Four out of 10 employers are still receiving complaints about staff wasting
time on the web despite the majority having polices in place to prevent misuse.
Quentin Reade reports
Exclusive research by Personnel Today and Internet filtering company Websense
reveals that although 86 per cent of organisations have internet use policies,
40 per cent of HR professionals have received complaints about employees
wasting time on the net.
The Internet Misuse survey shows that 51 per cent of employers have had
complaints relating to pornography sites and 9 per cent to race or other
discriminatory website addresses.
Nearly a quarter of organisations have had complaints about staff accessing
chat rooms and 17 per cent have had complaints relating to games on the web.
Roger Wood, HR director at Portakabin, said that if internet policies are
strictly enforced they can discourage inappropriate use. His firm has tackled
the problem by implementing a strict policy discouraging personal internet use
"We have a lengthy policy and it provides constraints. Most people have
internet access at home, so shouldn’t use work time to further personal
interests," he said.
Diane Sinclair, lead adviser on public policy at the CIPD, agrees that
companies have to do more than just write a policy.
"It’s surprising that such a high number of organisations have had to
take action," she said, "but it shows the need for adequate policies
to be regularly communicated to employees."
The 544 HR managers and officers surveyed believe that most employees spend
an average of up to two hours a week on personal internet use at work.
Geoff Haggart, vice-president Europe of Websense, said the amount of time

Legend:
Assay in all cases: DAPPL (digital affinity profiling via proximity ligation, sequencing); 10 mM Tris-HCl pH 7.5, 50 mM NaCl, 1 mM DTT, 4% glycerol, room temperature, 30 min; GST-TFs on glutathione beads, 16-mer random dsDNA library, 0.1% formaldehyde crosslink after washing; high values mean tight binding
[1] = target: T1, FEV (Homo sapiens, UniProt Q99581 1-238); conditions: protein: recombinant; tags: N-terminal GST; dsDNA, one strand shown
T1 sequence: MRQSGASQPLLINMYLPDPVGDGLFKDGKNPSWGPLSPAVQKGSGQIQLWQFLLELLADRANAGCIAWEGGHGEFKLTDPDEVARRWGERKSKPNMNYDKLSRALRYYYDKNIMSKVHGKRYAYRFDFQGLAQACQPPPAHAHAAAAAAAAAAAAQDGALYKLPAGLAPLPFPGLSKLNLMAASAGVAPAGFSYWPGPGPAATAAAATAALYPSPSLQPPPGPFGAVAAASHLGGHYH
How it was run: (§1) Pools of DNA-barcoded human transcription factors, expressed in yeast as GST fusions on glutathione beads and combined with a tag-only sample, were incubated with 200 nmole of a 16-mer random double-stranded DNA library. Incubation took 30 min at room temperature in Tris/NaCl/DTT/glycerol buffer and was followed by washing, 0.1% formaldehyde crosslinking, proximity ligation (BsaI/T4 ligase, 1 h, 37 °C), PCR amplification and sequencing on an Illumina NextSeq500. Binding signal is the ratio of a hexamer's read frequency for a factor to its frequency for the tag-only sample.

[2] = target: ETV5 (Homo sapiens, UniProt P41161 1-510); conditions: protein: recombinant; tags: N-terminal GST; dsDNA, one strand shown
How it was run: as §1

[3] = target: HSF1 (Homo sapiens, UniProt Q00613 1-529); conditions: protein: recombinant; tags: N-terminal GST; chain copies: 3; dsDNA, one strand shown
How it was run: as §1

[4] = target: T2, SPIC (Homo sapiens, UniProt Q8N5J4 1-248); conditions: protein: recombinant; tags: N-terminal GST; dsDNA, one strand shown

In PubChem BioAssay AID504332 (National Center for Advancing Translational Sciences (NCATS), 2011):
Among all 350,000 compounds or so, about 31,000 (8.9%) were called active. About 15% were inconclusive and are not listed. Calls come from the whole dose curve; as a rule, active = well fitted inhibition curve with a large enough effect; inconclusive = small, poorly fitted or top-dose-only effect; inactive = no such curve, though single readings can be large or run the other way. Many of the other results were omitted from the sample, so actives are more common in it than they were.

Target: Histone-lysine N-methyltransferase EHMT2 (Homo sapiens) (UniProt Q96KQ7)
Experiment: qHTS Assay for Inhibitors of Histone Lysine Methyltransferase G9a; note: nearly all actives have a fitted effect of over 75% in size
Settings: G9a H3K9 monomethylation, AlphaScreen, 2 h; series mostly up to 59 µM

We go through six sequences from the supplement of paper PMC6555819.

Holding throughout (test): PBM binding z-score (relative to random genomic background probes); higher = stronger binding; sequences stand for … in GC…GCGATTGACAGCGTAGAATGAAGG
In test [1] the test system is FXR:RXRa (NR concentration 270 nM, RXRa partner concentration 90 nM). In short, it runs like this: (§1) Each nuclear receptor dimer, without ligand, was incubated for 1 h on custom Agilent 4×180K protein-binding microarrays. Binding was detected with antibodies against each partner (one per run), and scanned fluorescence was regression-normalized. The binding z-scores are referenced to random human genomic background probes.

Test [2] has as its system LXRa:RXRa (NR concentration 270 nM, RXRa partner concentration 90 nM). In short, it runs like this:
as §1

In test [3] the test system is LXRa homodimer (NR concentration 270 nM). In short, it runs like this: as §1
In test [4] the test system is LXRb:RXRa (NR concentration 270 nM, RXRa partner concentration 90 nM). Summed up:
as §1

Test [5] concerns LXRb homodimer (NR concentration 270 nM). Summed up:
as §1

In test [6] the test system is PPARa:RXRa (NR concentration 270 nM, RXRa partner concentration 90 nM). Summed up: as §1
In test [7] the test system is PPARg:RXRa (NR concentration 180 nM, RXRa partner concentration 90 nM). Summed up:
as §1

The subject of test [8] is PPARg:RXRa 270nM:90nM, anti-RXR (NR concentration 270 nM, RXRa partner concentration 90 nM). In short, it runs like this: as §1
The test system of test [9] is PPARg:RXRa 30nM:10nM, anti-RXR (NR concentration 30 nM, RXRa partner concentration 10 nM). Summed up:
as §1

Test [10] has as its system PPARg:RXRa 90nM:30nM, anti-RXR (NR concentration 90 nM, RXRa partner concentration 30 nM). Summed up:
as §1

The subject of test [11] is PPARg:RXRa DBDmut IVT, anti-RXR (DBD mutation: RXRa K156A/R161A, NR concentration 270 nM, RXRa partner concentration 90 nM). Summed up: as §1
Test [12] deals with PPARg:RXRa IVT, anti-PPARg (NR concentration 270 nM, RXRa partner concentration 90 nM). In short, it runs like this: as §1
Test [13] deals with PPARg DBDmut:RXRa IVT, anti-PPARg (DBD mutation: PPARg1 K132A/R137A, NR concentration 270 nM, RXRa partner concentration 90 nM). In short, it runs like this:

wasted on the web is far greater than most employers realise.
He said: "Most workplaces don’t realise how much personal surfing goes
on." However, he added that companies should opt for prevention rather
than cure and use software that blocks certain sites and limits personal time
The HR manager at Cine-UK, Kim Stringer, said that abuse was an issue when
the internet was first introduced, but the firm has addressed this through
"Our internet and e-mail policy has stopped a lot of abuse," she
said. "We also have restricted use and not all PCs have access to the
internet so that limits potential problems."
The CBI puts the onus firmly on the employers. Senior policy adviser
Susannah Haan said employers should be prepared to monitor staff over internet
use and make it clear how long they can spend on personal web use.
"There is a need to monitor to find out what is going on. It’s a
management issue," she said. "You have to watch out for morale of
other staff because it is demoralising if someone is not doing the work.
"Employers must also use common sense and be flexible when disciplining
people on breaches of policy," she added.
The survey shows 23 per cent of employers have dismissed staff for internet
misuse. But TUC employment rights officer Hannah Reed said disciplinary action
should not be necessary. "The key is that employers must make sure their
staff know and understand the rules banning pornographic material at work. The
focus should be on preventing abuse not seeking to catch people out."
Legal risks employers face over internet misuse
– Employers could be open to claims
of discrimination and unfair and constructive dismissal if they fail to manage
– If a company sacks an employee for downloading objectionable
or offensive material, but does not have an internet policy, the employee could
claim unfair dismissal
– If a company fails to do anything to stop employees
downloading and distributing pornography or other offensive material,
co-workers who object and then resign may have a claim for constructive
dismissal and/or discrimination.
Source: Lisa Harris, employment law solicitor at Morgan Cole
CIPD guide to what internet
policies should include
Internet policies should state that:
– Certain websites are banned
– Downloading offensive material is banned
– Internet access may be monitored
– There are clear penalties for misuse of the internet
– Internet access is for business use only or for private use
The CIPD says the policies should be
included in the staff handbook and explained during the induction programme.